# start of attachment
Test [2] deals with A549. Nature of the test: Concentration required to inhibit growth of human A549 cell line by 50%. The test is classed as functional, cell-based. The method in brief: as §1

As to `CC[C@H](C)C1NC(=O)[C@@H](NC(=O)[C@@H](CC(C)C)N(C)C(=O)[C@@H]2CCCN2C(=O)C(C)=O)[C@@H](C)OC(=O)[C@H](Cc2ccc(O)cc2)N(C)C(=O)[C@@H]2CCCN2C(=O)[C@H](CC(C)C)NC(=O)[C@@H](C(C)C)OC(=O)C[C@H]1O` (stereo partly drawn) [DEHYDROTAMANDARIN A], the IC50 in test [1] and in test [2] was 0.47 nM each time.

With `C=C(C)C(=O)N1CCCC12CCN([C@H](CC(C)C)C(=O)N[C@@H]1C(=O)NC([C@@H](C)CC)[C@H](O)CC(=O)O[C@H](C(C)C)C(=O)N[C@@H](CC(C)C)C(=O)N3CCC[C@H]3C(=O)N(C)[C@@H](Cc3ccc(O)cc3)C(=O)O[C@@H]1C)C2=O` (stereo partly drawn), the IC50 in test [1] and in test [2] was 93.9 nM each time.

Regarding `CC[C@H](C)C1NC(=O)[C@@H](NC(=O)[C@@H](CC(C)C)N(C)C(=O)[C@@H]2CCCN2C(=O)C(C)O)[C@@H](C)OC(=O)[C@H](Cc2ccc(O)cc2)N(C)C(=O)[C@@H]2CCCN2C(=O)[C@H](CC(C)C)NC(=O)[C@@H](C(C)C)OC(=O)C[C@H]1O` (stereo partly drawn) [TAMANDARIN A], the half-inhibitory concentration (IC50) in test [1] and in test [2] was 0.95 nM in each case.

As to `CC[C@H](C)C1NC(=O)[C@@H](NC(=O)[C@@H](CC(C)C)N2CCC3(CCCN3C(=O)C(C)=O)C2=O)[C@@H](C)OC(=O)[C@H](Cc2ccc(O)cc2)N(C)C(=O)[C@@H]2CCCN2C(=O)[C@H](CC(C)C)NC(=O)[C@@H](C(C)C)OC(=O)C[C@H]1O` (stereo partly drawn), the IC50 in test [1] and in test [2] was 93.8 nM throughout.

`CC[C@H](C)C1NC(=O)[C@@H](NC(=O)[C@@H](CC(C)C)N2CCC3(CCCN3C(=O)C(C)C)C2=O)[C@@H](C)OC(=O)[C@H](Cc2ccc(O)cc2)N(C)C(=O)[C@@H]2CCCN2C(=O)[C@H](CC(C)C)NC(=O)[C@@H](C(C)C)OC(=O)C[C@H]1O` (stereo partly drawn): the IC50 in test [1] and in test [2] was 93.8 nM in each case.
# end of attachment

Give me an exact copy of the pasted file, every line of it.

Test [2] deals with A549. Nature of the test: Concentration required to inhibit growth of human A549 cell line by 50%. The test is classed as functional, cell-based. The method in brief: as §1

As to `CC[C@H](C)C1NC(=O)[C@@H](NC(=O)[C@@H](CC(C)C)N(C)C(=O)[C@@H]2CCCN2C(=O)C(C)=O)[C@@H](C)OC(=O)[C@H](Cc2ccc(O)cc2)N(C)C(=O)[C@@H]2CCCN2C(=O)[C@H](CC(C)C)NC(=O)[C@@H](C(C)C)OC(=O)C[C@H]1O` (stereo partly drawn) [DEHYDROTAMANDARIN A], the IC50 in test [1] and in test [2] was 0.47 nM each time.

With `C=C(C)C(=O)N1CCCC12CCN([C@H](CC(C)C)C(=O)N[C@@H]1C(=O)NC([C@@H](C)CC)[C@H](O)CC(=O)O[C@H](C(C)C)C(=O)N[C@@H](CC(C)C)C(=O)N3CCC[C@H]3C(=O)N(C)[C@@H](Cc3ccc(O)cc3)C(=O)O[C@@H]1C)C2=O` (stereo partly drawn), the IC50 in test [1] and in test [2] was 93.9 nM each time.

Regarding `CC[C@H](C)C1NC(=O)[C@@H](NC(=O)[C@@H](CC(C)C)N(C)C(=O)[C@@H]2CCCN2C(=O)C(C)O)[C@@H](C)OC(=O)[C@H](Cc2ccc(O)cc2)N(C)C(=O)[C@@H]2CCCN2C(=O)[C@H](CC(C)C)NC(=O)[C@@H](C(C)C)OC(=O)C[C@H]1O` (stereo partly drawn) [TAMANDARIN A], the half-inhibitory concentration (IC50) in test [1] and in test [2] was 0.95 nM in each case.

As to `CC[C@H](C)C1NC(=O)[C@@H](NC(=O)[C@@H](CC(C)C)N2CCC3(CCCN3C(=O)C(C)=O)C2=O)[C@@H](C)OC(=O)[C@H](Cc2ccc(O)cc2)N(C)C(=O)[C@@H]2CCCN2C(=O)[C@H](CC(C)C)NC(=O)[C@@H](C(C)C)OC(=O)C[C@H]1O` (stereo partly drawn), the IC50 in test [1] and in test [2] was 93.8 nM throughout.

`CC[C@H](C)C1NC(=O)[C@@H](NC(=O)[C@@H](CC(C)C)N2CCC3(CCCN3C(=O)C(C)C)C2=O)[C@@H](C)OC(=O)[C@H](Cc2ccc(O)cc2)N(C)C(=O)[C@@H]2CCCN2C(=O)[C@H](CC(C)C)NC(=O)[C@@H](C(C)C)OC(=O)C[C@H]1O` (stereo partly drawn): the IC50 in test [1] and in test [2] was 93.8 nM in each case.